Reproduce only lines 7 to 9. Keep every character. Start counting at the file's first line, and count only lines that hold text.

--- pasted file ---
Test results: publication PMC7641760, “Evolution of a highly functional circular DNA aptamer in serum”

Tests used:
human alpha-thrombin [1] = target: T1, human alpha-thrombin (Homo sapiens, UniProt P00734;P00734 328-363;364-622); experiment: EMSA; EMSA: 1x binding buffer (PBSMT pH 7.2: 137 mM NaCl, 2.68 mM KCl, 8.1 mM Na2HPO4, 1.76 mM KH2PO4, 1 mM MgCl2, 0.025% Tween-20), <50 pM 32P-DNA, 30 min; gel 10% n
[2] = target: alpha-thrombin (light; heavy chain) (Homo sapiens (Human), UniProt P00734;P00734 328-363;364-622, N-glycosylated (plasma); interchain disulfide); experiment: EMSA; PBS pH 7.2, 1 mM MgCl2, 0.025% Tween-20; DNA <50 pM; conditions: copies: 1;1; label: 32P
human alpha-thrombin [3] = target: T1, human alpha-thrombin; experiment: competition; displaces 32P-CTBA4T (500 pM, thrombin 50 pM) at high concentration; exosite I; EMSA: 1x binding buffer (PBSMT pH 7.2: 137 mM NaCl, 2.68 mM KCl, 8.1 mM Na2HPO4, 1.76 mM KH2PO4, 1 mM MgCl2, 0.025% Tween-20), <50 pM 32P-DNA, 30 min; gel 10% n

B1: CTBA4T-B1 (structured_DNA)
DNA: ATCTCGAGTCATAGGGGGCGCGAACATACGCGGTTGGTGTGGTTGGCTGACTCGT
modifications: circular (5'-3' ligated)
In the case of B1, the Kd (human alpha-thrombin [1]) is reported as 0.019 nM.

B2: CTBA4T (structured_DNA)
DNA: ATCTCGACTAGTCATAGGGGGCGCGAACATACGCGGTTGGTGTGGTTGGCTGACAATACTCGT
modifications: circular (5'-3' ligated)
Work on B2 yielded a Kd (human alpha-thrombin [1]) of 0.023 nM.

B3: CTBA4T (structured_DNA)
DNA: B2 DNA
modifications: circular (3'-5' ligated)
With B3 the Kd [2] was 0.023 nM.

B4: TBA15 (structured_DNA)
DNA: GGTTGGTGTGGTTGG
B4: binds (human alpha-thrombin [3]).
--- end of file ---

DNA: ATCTCGAGTCATAGGGGGCGCGAACATACGCGGTTGGTGTGGTTGGCTGACTCGT
modifications: circular (5'-3' ligated)
In the case of B1, the Kd (human alpha-thrombin [1]) is reported as 0.019 nM.